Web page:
It is unclear if the Psalmist faces his own death or the death of someone close to him, but his fear is evident. Death is a snare that seeks to swallow him. Sheol, the place of the grave, holds him in its grasp. Suffering ensues. But this is a Psalm of Thanksgiving, and when the Psalmist prays for deliverance, the Lord hears his voice and answers. The Psalmist shows faith that to follow God means deliverance from death. He is saved. This promise of deliverance is available to every Christian, and this psalm is written in part to teach us how to cry out to God in times of trouble.
But like all of the Bible’s promises, we must understand deliverance eschatologically. We are already delivered, but not yet fully delivered. Our best is yet to come, but our immediate future may mean increased loss and suffering. This is difficult to square with our humanity. Death is a product of the fall and there is nothing truly natural about it. Now it is a norm, but deep in our hearts we know this is not how things are supposed to be. When we ask for deliverance from trials, we may receive help immediately and obviously, but often it is not like that. Sometimes we lose a job, a child, a spouse — and when we do, it feels like we lose everything. We need a more full and final deliverance from death.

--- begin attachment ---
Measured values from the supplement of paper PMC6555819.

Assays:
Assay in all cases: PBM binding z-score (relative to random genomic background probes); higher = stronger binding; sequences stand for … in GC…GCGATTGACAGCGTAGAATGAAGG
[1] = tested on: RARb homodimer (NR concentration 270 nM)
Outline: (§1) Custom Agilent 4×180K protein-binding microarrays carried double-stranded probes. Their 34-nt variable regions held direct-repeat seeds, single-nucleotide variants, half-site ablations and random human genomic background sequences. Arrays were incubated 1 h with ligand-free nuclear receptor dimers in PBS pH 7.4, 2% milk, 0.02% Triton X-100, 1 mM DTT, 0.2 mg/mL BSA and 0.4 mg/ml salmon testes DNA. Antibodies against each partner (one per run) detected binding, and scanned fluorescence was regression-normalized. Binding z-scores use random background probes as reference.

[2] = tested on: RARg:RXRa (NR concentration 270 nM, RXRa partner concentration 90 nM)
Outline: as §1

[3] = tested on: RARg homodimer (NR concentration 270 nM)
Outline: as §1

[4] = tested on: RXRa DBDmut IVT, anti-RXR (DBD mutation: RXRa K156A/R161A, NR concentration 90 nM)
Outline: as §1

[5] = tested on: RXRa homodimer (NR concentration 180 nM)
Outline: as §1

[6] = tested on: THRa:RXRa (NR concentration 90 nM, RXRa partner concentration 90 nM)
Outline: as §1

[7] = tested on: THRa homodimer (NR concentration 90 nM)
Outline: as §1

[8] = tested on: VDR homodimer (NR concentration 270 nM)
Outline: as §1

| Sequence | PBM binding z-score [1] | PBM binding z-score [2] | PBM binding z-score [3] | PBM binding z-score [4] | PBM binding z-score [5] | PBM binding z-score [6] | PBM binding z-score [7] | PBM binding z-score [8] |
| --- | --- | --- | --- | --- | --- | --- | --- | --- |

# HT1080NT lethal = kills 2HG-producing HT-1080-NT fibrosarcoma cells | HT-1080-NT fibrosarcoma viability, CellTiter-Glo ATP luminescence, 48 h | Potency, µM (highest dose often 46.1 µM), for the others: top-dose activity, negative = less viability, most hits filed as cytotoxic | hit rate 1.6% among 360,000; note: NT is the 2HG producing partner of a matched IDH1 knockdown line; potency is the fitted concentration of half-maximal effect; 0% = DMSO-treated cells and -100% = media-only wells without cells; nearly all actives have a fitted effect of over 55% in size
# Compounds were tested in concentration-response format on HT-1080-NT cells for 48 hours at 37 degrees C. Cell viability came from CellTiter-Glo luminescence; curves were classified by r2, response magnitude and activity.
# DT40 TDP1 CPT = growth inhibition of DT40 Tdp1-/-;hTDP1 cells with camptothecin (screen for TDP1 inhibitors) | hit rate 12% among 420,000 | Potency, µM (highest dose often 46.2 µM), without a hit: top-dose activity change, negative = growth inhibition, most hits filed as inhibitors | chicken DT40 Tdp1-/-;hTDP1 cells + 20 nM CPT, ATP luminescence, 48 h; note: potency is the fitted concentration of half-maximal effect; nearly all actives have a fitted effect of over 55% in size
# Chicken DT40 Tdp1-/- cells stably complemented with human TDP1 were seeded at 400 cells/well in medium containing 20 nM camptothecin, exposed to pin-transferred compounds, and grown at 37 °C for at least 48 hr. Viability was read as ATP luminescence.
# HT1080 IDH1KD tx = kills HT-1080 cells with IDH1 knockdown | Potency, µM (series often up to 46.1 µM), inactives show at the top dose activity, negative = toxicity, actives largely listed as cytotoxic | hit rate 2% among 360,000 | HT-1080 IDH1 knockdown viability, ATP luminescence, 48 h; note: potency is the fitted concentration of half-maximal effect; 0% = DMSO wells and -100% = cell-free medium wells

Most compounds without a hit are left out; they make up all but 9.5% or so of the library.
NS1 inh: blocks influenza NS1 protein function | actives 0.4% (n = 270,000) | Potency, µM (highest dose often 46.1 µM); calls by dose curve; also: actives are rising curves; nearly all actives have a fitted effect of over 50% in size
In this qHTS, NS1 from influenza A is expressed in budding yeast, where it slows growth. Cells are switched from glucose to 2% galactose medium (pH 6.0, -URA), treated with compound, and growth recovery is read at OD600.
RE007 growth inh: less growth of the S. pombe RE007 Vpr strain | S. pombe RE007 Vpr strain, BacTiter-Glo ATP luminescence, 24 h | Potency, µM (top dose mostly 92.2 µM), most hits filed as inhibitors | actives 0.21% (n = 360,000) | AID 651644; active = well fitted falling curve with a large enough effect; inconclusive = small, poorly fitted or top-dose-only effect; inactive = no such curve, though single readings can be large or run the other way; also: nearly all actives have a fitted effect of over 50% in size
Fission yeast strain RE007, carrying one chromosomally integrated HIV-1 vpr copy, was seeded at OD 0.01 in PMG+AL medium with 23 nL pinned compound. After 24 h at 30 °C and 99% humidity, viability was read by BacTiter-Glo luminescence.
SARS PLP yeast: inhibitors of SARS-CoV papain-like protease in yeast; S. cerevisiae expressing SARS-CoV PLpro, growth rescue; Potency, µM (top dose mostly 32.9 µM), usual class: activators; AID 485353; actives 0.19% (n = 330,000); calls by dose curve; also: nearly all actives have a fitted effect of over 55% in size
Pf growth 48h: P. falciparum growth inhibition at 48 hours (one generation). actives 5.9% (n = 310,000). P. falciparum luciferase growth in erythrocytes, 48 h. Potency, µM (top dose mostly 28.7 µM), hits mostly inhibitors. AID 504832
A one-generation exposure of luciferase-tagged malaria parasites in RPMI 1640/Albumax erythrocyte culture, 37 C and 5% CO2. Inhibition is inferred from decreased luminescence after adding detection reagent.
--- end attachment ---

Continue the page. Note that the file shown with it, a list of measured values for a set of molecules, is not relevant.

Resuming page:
When does the Psalmist receive deliverance? Now? Or in the future? The answer is, “Yes!” The Psalmist has experienced the salvation of God from his sin and fallenness through faith in a coming Messiah, and this leads to all sorts of deliverances in this life. But the Psalmist knows that deliverance is not yet full and final. Any deliverance that we can experience in this life is a partial deliverance; it is simply a glimpse of the full deliverance that we await after death. We wait now for the death of death itself and remember that death has lost its sting (1 Corinthians 15:26, 55).